Index of Section 1 Manual Pages
|Interix / SUA||igetty.1||Interix / SUA
igetty - Interix "mini-getty" to configure serial ports
/usr/sbin/igetty [-sx] [-f file]
The igetty(1) command accepts the following options:
Instead of using the default /etc/igetty.conf file for configuration
Only start igetty(1) on the named port; port should be the name of the
first argument on a line in the configuration file.
Will be started as a service, so do not bother losing the controlling
terminal. Prevents service manager from incorrectly reporting an
For all ports in file, do not start a new child when the original
child has exited. When the last child exits, the parent igetty(1)
exits with the same status as that child. (See wait(2)).
The igetty(1) utility will read the configuration file (/etc/igetty.conf
by default) to determine the serial ports on which it (and its children)
will listen, and how those ports will be configured. If a serial port is
not listed in the file, it will be left alone.
Igetty Configuration File
In the configuration file, each line is treated as a command line to the
igetty(1) child. The line is parsed as getopt(3) would parse it. Lines
beginning with the number-sign character (#) in the first column will be
treated as comments.
Arguments on the line are to be separated with white space (blanks or
The first argument must be the path to the serial device with which the
igetty(1) child is to be associated (that is, /dev/tty01). The remainder
of the line will contain, in no particular order, the configuration
options for that serial device. The synopsis of the line is as follows:
path [-b bits] [-I] [-p parity] [-s speed] [-S stopbits] [-t termtype]
Unknown options will be ignored (for future backward compatibility).
Future versions might include additional options.
Specifies the number of bits per byte. Valid values are 5, 6, 7, and 8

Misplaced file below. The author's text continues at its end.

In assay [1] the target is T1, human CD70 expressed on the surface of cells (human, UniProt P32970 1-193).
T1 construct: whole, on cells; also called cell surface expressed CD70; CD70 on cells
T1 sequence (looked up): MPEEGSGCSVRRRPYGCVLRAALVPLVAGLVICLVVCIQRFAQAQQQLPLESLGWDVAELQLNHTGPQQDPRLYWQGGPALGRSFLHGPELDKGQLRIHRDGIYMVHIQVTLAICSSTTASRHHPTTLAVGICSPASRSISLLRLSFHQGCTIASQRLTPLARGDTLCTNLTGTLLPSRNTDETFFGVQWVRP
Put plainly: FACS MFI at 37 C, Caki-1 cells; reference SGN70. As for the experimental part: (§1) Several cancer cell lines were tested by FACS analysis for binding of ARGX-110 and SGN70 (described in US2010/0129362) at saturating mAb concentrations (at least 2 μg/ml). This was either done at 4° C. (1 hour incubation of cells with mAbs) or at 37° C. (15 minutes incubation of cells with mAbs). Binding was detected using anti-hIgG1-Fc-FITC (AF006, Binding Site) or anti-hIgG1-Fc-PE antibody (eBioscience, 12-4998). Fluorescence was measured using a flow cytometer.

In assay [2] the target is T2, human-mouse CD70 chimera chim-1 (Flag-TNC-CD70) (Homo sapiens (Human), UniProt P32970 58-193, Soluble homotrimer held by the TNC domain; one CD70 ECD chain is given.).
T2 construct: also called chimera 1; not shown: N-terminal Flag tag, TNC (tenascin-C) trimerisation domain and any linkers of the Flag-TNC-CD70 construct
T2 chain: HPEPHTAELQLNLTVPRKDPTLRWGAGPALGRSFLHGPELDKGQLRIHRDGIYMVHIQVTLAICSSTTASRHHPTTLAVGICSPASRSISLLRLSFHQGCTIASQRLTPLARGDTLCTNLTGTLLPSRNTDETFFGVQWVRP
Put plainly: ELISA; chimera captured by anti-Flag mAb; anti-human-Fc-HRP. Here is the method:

Passed to login(1).
Specifies the parity. Valid values are even, odd, and none (default).
Specifies the speed (baud rate) for the terminal. The default speed is
9600. If an unsupported value is specified, the default rate is used.
Specifies the number of stop bits to be used. Valid values are 1
(default) and 2.
Specifies the type of terminal expected to be connected to the port.
This value is used to set the environment variable TERM. If this
option is not specified, the environment variable TERM will be set to
When the serial device sends a BREAK, igetty(1) will reconfigure to use
the next configured baud rate.
For valid options, when an invalid operand is specified, the default
operand will be used instead (that is, 8 for -b). Usually there will be
only one line per serial device. However, some serial devices might, at
different times, require different settings. Therefore multiple lines
defining different configurations per serial device are allowed. At
startup, the first entry in the configuration file will be used. When the
serial device sends a BREAK, igetty(1) will reconfigure to use the next
entry for the serial device. When there is only one entry, igetty(1) will
reconfigure the line with the same settings.
Autobauding is not currently supported.
The igetty(1) utility runs much like a daemon. It runs in its own session
without a controlling terminal. The igetty(1) utility (the parent) then
forks one child igetty(1) per serial device. The child igetty(1) has its
own session and attempts to open the device and then set it as the
controlling terminal for its session. If the child cannot open the
terminal, it will sleep for 10 seconds before exiting. If the child can
open the terminal but cannot acquire it as the controlling terminal for
its session, it will sleep for 30 seconds and continually retry.
Once fully connected, igetty(1) will prompt for login. It is here that the
'break' key can be used to "roll" through different serial device
configurations. Once a user name has been entered, login(1) is invoked and
the 'break' key will not select configurations. If login is terminated (by
signal or end-of-file) or times out, the igetty(1) parent will notice and
start a new child igetty(1).
After login(1) completes authentication, the normal login and shell
startup takes place. When the session leader exits, the parent igetty(1)
will notice and start a new child igetty(1).
The file /etc/igetty.conf can be examined as a sample configuration file.
It is important to be aware that many personal computer systems have a
serial mouse attached to /dev/tty00. Attaching a mouse with a PS/2 or
universal serial bus (USB) connection will allow both motherboard serial
ports to be used at the same time (/dev/tty00 and /dev/tty01).
Third-party serial port expanders (cards or SCSI buses) do not all perform
the same with respect to a number of factors. Most notable are their
device drivers. Should a system panic occur while third-party serial port
expanders are being used, contact the vendor of the board.
Modems can be connected with a "straight serial cable". Terminals must be
connected with either a "null modem cable" or a combination of a "null
modem" and a "straight serial cable". See the rs-232(5) manual page for